RBI cuts rates only by 25 basis points! Know why Rajan decided against a further cut

RBI cuts rates only by 25 basis points! Know why Rajan
decided against a further cutDespite the markets and most analysts expecting a rate cut to the effect of atleast 50 basis points, the Reserve Bank of India (RBI) governor Raghuram Rajan today widely disappointed markets and analysts by cutting repo rate by just 25 basis points to 7.25%.

"Banks have started passing through some of the past rate cuts into their lending rates, headline inflation has evolved along the projected path, the impact of unseasonal rains has been moderate so far, administered price increases remain muted, and the timing of normalisation of US monetary policy seems to have been pushed back. With low domestic capacity utilization, still mixed indicators of recovery, and subdued investment and credit growth, there is a case for a cut in the policy rate today,” the central bank said.

However, despite these encouraging signals, what is it that made Rajan stop at a mere 25 basis point cut, when the market at large and all of India Inc, including the Banks were eagerly expecting the Governor to create more liquidity in the cash-strung Indian market? Rajan on his part says, “Upside risks to inflation due to uncertainty on the monsoon front remains. Of the risks to inflation identified in April, three still cloud the picture."

We at Business Insider India list for you the 3 major reasons for the Governor’s decision to maintain the cautious stance and not cut rates down by 50 basis points:

1) Some forecasters, notably the IMD, predict a below-normal southwest monsoon. Astute food management is needed to mitigate possible inflationary effects.


2) Crude prices have been firming amidst considerable volatility, and geo-political risks are ever present.

3) Volatility in the external environment could impact inflation.

4) Investments still very weak in India. With still weak investment and the need to reduce supply constraints over the medium term to stay on the proposed disinflationary path (to 4 per cent in early 2018), however, a more appropriate stance is to front-load a rate cut today and then wait for data that clarify uncertainty.

5) Level of stressed projects pretty large, will take time to clean up.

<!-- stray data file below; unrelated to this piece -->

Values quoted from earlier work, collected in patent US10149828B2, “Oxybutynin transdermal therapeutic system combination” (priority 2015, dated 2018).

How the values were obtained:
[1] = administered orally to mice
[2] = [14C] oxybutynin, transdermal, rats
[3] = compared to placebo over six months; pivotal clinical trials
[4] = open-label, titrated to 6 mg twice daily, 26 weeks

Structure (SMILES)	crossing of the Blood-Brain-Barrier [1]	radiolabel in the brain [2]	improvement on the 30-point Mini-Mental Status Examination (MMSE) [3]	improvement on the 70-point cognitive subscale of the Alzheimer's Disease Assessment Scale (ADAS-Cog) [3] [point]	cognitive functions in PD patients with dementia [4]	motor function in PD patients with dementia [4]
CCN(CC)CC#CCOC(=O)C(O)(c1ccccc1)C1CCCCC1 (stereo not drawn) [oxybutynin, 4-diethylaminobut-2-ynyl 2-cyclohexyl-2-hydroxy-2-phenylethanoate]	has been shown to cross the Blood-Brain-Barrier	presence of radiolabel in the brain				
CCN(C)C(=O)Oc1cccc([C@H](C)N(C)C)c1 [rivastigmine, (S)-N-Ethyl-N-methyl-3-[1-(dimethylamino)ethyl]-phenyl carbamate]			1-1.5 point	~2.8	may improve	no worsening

6) Corporate results have been very weak

RBI remains cautious
Governor Rajan further stated that while, the central bank will prefer to wait and watch how the current set of rate cuts play out in the economy, he clearly signalled for the Banks to reduce interest rates, so that the RBI’s cuts get a tangible impact on the ground. He said, “A more appropriate stance is to front-load a rate cut today and then wait for data that clarify uncertainty. Meanwhile banks should pass through the sequence of rate cuts into lending rates.”

Assuming reasonable food management, inflation is expected to be pulled down by base effects till August but to start rising thereafter to about 6.0 per cent by January 2016 - slightly higher than the projections in April. "Putting more weight on the IMD's monsoon projections than the more optimistic projections of private forecasters as well as accounting for the possible inflationary effects of the increases in the service tax rate to 14 per cent, the risks to the central trajectory are tilted to the upside," the bank added.

The bank also said that reflecting the balance of risks and the downward revision to GVA estimates for 2014-15, the projection for output growth for 2015-16 has been marked down from 7.8 per cent in April to 7.6 per cent with a downward bias to reflect the uncertainties surrounding these various risks.

According to RBI, strong food policy and management will be important to help keep inflation and inflationary expectations contained over the near term. "Furthermore, monetary easing can only create the enabling conditions for a fuller government policy thrust that hinges around a step up in public investment in several areas that can also crowd in private investment. This will be important to relieve supply constraints and aid disinflation over the medium term," the bank felt.

"A targeted infusion of bank capital into scheduled public sector commercial banks, especially those that implement concerted strategies to clean up stressed assets, is also warranted so that adequate credit flows to the productive sectors as investment picks up," it concluded.